DETROIT — General Motors’ October U.S. sales plunged 45 percent, and Ford’s and Chrysler’s weren’t far behind, as low consumer confidence and tight credit combined to bring the industry’s sales to an “unsustainably weak level” that is the worst in 25 years.
Automakers sold 838,156 vehicles in October, 32 percent fewer than the same month last year and the worst performance since January 1991, according to Autodata Corp. and Ward’s AutoInfoBank. The seasonally adjusted annual sales rate of 10.6 million vehicles was the lowest since February 1983.
“It’s really an unsustainably weak level for all manufacturers,” said Mike DiGiovanni, GM’s executive director of global market and industry analysis. “This is clearly a severe, severe recession for the U.S. automotive industry and something we really can’t sustain.”
The annual sales rate in October 2007 was 16.1 million.
Chrysler’s sales tumbled 35 percent and Ford’s dropped 30 percent. Toyota’s sales fell 23 percent despite its zero-percent financing offer, and Nissan and Honda posted 33 percent and 25 percent declines, respectively.
Overall, General Motors Corp. sold 168,719 vehicles in October, while Ford Motor Co., including its Volvo brand, sold 132,278 light vehicles and Chrysler LLC’s sales totaled 94,530 units.
If GM’s sales were adjusted for population growth, October would be the worst month of the post-World War II era, DiGiovanni said.
“Clearly, we’re in a very dire situation,” he said.
Detroit-based GM said its light truck sales tumbled 51 percent compared with the same month last year, while demand for passenger cars fell 34 percent.
Despite the steep drop, GM’s total was enough to keep it ahead of Toyota Motor Corp. for the No. 1 U.S. sales spot. Toyota, which rolled out an offer of zero-percent financing during the month, sold 152,101 vehicles. The Japanese company’s light truck sales fell 34 percent, while car sales dropped 15 percent.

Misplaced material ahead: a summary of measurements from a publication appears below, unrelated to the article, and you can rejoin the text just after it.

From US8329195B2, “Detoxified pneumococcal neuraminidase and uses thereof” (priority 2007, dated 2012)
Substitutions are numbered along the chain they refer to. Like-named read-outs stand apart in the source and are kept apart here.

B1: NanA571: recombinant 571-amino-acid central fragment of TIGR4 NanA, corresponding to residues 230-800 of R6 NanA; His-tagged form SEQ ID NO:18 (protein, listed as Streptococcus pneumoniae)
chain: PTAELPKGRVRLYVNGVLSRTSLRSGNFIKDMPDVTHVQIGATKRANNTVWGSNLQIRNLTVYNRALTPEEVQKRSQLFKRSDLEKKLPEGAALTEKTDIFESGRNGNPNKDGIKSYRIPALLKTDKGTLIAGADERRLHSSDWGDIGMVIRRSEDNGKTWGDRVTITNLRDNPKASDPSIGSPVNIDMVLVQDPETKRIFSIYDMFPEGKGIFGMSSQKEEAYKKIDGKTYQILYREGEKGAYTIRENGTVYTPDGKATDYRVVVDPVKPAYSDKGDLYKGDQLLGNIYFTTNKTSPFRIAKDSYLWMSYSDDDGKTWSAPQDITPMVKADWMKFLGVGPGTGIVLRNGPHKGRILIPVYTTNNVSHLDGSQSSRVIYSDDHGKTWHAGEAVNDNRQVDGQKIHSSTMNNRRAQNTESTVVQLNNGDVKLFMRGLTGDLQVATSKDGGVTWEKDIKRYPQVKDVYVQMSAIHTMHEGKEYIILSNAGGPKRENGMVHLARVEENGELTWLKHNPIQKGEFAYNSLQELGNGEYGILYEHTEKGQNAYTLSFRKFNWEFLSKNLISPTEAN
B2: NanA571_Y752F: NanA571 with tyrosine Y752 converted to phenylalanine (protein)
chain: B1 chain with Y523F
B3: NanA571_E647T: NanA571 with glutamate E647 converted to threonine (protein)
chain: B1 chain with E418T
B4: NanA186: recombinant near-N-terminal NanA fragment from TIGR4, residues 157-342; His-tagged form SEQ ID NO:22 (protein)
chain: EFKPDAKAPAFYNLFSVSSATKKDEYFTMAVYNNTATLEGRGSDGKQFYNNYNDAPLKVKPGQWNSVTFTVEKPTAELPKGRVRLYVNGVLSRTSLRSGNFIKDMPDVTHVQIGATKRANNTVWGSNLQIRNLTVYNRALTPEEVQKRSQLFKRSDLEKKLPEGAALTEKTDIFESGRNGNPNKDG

Honda Motor Co.’s sales fell to 85,864 vehicles as truck sales fell 29 percent. But sales of cars from its Acura luxury division rose 6 percent.
Nissan Motor Co. sold 56,945 vehicles, and its truck sales dropped 52 percent.
Ford officials said on a conference call with reporters and industry analysts that as bad as October sales were, it’s probably not the bottom.
Emily Kolinski Morris, the Dearborn-based company’s senior economist, said that because automobiles are more durable, people can wait without buying a new vehicle until they feel more confident in the economy.
“The answer to when we will start to come out of that trough lies in when the economy comes out of that trough,” Kolinski Morris said.
Ford likely will announce car and crossover vehicle production cuts when it announces its third-quarter earnings on Friday, said George Pipas, Ford’s top sales analyst. Truck production cuts earlier in the year have kept inventories low, but car and crossover inventories need to be brought into line, he said.
Even Ford’s Focus small car, which had experienced sales increases during the summer, saw its sales drop 18 percent.
Pipas said that even cars that once were selling well aren’t selling in a U.S. market that last month shrank to an annual sales rate of about 11 million vehicles.
Jim Farley, Ford’s group vice president of marketing, said it’s likely auto companies will start their year-end sales promotions early to try to drum up business, although he would not say what steps Ford would take.
GM said it will start its annual “Red Tag” sale Tuesday, with lower pricing and customer cash back on most of its new models. The sale typically begins later in the year.
Chrysler said it would continue incentive programs introduced in November that include cash rebates of up to $6,000 and discounted financing on remaining 2008 model year vehicles.
After reeling from a 32 percent drop in September sales, Toyota launched zero-percent financing on almost all of its models, prompting analysts to predict that it could post better-than-average October sales and potentially surpass GM for the first time as the U.S. sales leader.
But, like at Ford, the vast majority of Toyota models still posted double-digit declines. Notable exceptions included sales of the Corolla, which rose 6.1 percent, and the Sequoia sport utility vehicle, which posted a 21 percent gain.
GM’s financing arm, GMAC Financial Services, said last month it was tightening its lending standards to require a credit score of at least 700, potentially shutting out some buyers.